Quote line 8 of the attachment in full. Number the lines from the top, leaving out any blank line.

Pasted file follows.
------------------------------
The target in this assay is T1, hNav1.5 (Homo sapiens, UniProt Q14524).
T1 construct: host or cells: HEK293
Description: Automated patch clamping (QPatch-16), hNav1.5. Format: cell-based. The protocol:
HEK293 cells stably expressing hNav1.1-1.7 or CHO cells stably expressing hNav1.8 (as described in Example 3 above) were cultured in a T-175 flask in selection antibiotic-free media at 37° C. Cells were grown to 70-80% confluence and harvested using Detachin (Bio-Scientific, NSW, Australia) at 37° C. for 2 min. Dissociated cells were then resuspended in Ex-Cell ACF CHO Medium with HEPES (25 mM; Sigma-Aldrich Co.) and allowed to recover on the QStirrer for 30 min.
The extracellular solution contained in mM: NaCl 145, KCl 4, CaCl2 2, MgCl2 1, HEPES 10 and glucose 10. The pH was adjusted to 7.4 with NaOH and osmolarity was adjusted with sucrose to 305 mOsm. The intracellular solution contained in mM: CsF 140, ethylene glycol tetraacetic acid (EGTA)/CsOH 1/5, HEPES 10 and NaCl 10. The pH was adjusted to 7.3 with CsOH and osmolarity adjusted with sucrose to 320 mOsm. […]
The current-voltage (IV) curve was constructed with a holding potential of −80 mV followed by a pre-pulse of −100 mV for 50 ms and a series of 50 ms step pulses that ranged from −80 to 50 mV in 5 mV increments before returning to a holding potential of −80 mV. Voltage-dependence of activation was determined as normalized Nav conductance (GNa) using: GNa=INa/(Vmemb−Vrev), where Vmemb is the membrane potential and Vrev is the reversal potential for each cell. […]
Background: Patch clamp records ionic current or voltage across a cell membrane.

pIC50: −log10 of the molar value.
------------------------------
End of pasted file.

pIC50: −log10 of the molar value.